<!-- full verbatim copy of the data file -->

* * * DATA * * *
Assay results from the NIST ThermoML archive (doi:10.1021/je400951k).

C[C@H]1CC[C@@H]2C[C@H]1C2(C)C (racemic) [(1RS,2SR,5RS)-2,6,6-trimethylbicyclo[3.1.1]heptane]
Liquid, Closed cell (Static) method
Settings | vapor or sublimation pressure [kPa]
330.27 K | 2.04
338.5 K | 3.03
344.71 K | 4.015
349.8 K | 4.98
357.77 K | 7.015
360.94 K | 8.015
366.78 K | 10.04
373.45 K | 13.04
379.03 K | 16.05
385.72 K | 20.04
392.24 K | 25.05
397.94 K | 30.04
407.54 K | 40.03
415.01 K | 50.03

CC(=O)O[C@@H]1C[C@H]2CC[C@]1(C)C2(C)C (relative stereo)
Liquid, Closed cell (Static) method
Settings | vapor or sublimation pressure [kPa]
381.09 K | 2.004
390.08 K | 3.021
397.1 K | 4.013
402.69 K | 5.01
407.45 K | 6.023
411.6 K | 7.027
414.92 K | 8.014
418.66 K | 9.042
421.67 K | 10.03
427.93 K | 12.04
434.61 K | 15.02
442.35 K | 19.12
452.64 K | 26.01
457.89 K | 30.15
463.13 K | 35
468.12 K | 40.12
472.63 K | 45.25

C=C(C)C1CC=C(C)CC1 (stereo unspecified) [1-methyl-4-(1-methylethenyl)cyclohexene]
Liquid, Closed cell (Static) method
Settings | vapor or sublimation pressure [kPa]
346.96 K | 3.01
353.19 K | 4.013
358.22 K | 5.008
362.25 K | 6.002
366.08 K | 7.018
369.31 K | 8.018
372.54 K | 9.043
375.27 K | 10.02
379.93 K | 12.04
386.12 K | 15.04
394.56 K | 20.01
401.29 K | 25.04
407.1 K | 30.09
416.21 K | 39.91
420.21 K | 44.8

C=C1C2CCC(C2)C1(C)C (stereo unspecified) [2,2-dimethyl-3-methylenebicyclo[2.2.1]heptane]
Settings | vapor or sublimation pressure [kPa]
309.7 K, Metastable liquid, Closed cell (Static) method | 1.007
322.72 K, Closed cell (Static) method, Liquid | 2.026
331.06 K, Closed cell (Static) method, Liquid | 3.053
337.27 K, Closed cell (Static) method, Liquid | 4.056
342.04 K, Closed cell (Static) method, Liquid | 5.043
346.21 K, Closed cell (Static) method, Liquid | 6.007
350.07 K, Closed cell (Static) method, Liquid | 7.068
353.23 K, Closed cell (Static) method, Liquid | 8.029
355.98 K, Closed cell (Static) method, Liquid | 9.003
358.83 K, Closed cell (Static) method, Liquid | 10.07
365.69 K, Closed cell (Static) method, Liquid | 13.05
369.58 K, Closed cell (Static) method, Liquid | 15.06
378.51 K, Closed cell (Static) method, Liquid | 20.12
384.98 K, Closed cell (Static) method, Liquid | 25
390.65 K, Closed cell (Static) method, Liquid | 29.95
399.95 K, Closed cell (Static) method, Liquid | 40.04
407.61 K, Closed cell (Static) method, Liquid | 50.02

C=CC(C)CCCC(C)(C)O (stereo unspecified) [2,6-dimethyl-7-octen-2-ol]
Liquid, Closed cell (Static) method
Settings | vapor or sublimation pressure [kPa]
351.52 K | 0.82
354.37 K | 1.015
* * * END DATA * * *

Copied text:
Assay results from the NIST ThermoML archive (doi:10.1021/je400951k).

C[C@H]1CC[C@@H]2C[C@H]1C2(C)C (racemic) [(1RS,2SR,5RS)-2,6,6-trimethylbicyclo[3.1.1]heptane]
Liquid, Closed cell (Static) method
Settings | vapor or sublimation pressure [kPa]
330.27 K | 2.04
338.5 K | 3.03
344.71 K | 4.015
349.8 K | 4.98
357.77 K | 7.015
360.94 K | 8.015
366.78 K | 10.04
373.45 K | 13.04
379.03 K | 16.05
385.72 K | 20.04
392.24 K | 25.05
397.94 K | 30.04
407.54 K | 40.03
415.01 K | 50.03

CC(=O)O[C@@H]1C[C@H]2CC[C@]1(C)C2(C)C (relative stereo)
Liquid, Closed cell (Static) method
Settings | vapor or sublimation pressure [kPa]
381.09 K | 2.004
390.08 K | 3.021
397.1 K | 4.013
402.69 K | 5.01
407.45 K | 6.023
411.6 K | 7.027
414.92 K | 8.014
418.66 K | 9.042
421.67 K | 10.03
427.93 K | 12.04
434.61 K | 15.02
442.35 K | 19.12
452.64 K | 26.01
457.89 K | 30.15
463.13 K | 35
468.12 K | 40.12
472.63 K | 45.25

C=C(C)C1CC=C(C)CC1 (stereo unspecified) [1-methyl-4-(1-methylethenyl)cyclohexene]
Liquid, Closed cell (Static) method
Settings | vapor or sublimation pressure [kPa]
346.96 K | 3.01
353.19 K | 4.013
358.22 K | 5.008
362.25 K | 6.002
366.08 K | 7.018
369.31 K | 8.018
372.54 K | 9.043
375.27 K | 10.02
379.93 K | 12.04
386.12 K | 15.04
394.56 K | 20.01
401.29 K | 25.04
407.1 K | 30.09
416.21 K | 39.91
420.21 K | 44.8

C=C1C2CCC(C2)C1(C)C (stereo unspecified) [2,2-dimethyl-3-methylenebicyclo[2.2.1]heptane]
Settings | vapor or sublimation pressure [kPa]
309.7 K, Metastable liquid, Closed cell (Static) method | 1.007
322.72 K, Closed cell (Static) method, Liquid | 2.026
331.06 K, Closed cell (Static) method, Liquid | 3.053
337.27 K, Closed cell (Static) method, Liquid | 4.056
342.04 K, Closed cell (Static) method, Liquid | 5.043
346.21 K, Closed cell (Static) method, Liquid | 6.007
350.07 K, Closed cell (Static) method, Liquid | 7.068
353.23 K, Closed cell (Static) method, Liquid | 8.029
355.98 K, Closed cell (Static) method, Liquid | 9.003
358.83 K, Closed cell (Static) method, Liquid | 10.07
365.69 K, Closed cell (Static) method, Liquid | 13.05
369.58 K, Closed cell (Static) method, Liquid | 15.06
378.51 K, Closed cell (Static) method, Liquid | 20.12
384.98 K, Closed cell (Static) method, Liquid | 25
390.65 K, Closed cell (Static) method, Liquid | 29.95
399.95 K, Closed cell (Static) method, Liquid | 40.04
407.61 K, Closed cell (Static) method, Liquid | 50.02

C=CC(C)CCCC(C)(C)O (stereo unspecified) [2,6-dimethyl-7-octen-2-ol]
Liquid, Closed cell (Static) method
Settings | vapor or sublimation pressure [kPa]
351.52 K | 0.82
354.37 K | 1.015